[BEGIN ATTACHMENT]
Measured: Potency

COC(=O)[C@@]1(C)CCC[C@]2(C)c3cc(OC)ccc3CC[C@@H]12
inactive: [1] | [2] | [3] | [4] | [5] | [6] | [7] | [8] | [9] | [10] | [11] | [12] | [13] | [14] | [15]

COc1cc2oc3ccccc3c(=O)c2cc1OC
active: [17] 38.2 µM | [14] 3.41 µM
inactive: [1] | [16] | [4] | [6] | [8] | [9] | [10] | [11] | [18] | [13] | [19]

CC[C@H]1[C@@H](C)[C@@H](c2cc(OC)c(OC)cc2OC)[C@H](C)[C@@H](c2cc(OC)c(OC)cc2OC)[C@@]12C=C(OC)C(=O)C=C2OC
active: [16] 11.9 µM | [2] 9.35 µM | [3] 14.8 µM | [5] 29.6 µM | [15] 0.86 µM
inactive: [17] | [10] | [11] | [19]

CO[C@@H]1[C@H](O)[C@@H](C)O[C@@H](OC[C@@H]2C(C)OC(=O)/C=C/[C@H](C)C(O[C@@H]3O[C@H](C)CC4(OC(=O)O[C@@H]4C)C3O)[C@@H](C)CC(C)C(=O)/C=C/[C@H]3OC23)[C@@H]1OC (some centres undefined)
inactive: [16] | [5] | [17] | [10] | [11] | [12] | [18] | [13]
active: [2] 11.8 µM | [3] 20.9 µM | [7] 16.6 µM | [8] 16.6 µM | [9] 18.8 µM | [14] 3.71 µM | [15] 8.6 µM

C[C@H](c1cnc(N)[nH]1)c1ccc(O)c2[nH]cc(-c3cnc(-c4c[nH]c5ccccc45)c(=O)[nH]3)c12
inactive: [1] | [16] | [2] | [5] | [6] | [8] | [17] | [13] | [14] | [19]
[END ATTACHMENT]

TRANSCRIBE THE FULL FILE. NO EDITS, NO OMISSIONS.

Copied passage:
Measured: Potency

COC(=O)[C@@]1(C)CCC[C@]2(C)c3cc(OC)ccc3CC[C@@H]12
inactive: [1] | [2] | [3] | [4] | [5] | [6] | [7] | [8] | [9] | [10] | [11] | [12] | [13] | [14] | [15]

COc1cc2oc3ccccc3c(=O)c2cc1OC
active: [17] 38.2 µM | [14] 3.41 µM
inactive: [1] | [16] | [4] | [6] | [8] | [9] | [10] | [11] | [18] | [13] | [19]

CC[C@H]1[C@@H](C)[C@@H](c2cc(OC)c(OC)cc2OC)[C@H](C)[C@@H](c2cc(OC)c(OC)cc2OC)[C@@]12C=C(OC)C(=O)C=C2OC
active: [16] 11.9 µM | [2] 9.35 µM | [3] 14.8 µM | [5] 29.6 µM | [15] 0.86 µM
inactive: [17] | [10] | [11] | [19]

CO[C@@H]1[C@H](O)[C@@H](C)O[C@@H](OC[C@@H]2C(C)OC(=O)/C=C/[C@H](C)C(O[C@@H]3O[C@H](C)CC4(OC(=O)O[C@@H]4C)C3O)[C@@H](C)CC(C)C(=O)/C=C/[C@H]3OC23)[C@@H]1OC (some centres undefined)
inactive: [16] | [5] | [17] | [10] | [11] | [12] | [18] | [13]
active: [2] 11.8 µM | [3] 20.9 µM | [7] 16.6 µM | [8] 16.6 µM | [9] 18.8 µM | [14] 3.71 µM | [15] 8.6 µM

C[C@H](c1cnc(N)[nH]1)c1ccc(O)c2[nH]cc(-c3cnc(-c4c[nH]c5ccccc45)c(=O)[nH]3)c12
inactive: [1] | [16] | [2] | [5] | [6] | [8] | [17] | [13] | [14] | [19]